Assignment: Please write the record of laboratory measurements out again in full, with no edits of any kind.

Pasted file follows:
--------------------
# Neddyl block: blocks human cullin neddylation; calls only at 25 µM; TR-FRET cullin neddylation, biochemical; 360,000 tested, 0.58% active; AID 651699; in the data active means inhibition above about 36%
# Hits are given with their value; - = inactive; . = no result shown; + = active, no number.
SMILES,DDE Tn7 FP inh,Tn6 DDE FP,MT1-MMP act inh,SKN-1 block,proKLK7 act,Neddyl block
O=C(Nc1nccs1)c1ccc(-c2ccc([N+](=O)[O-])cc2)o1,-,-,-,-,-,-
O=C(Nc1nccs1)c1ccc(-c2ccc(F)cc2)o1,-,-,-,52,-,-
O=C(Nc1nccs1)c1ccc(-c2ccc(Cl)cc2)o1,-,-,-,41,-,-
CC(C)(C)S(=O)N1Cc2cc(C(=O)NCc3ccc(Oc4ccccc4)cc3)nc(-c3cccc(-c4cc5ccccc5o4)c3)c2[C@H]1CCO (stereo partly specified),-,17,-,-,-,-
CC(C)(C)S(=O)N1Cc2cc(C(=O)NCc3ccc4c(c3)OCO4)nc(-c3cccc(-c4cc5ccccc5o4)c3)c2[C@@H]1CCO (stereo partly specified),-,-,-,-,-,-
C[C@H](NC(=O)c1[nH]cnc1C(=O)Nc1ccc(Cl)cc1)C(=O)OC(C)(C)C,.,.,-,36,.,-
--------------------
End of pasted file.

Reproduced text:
# Neddyl block: blocks human cullin neddylation; calls only at 25 µM; TR-FRET cullin neddylation, biochemical; 360,000 tested, 0.58% active; AID 651699; in the data active means inhibition above about 36%
# Hits are given with their value; - = inactive; . = no result shown; + = active, no number.
SMILES,DDE Tn7 FP inh,Tn6 DDE FP,MT1-MMP act inh,SKN-1 block,proKLK7 act,Neddyl block
O=C(Nc1nccs1)c1ccc(-c2ccc([N+](=O)[O-])cc2)o1,-,-,-,-,-,-
O=C(Nc1nccs1)c1ccc(-c2ccc(F)cc2)o1,-,-,-,52,-,-
O=C(Nc1nccs1)c1ccc(-c2ccc(Cl)cc2)o1,-,-,-,41,-,-
CC(C)(C)S(=O)N1Cc2cc(C(=O)NCc3ccc(Oc4ccccc4)cc3)nc(-c3cccc(-c4cc5ccccc5o4)c3)c2[C@H]1CCO (stereo partly specified),-,17,-,-,-,-
CC(C)(C)S(=O)N1Cc2cc(C(=O)NCc3ccc4c(c3)OCO4)nc(-c3cccc(-c4cc5ccccc5o4)c3)c2[C@@H]1CCO (stereo partly specified),-,-,-,-,-,-
C[C@H](NC(=O)c1[nH]cnc1C(=O)Nc1ccc(Cl)cc1)C(=O)OC(C)(C)C,.,.,-,36,.,-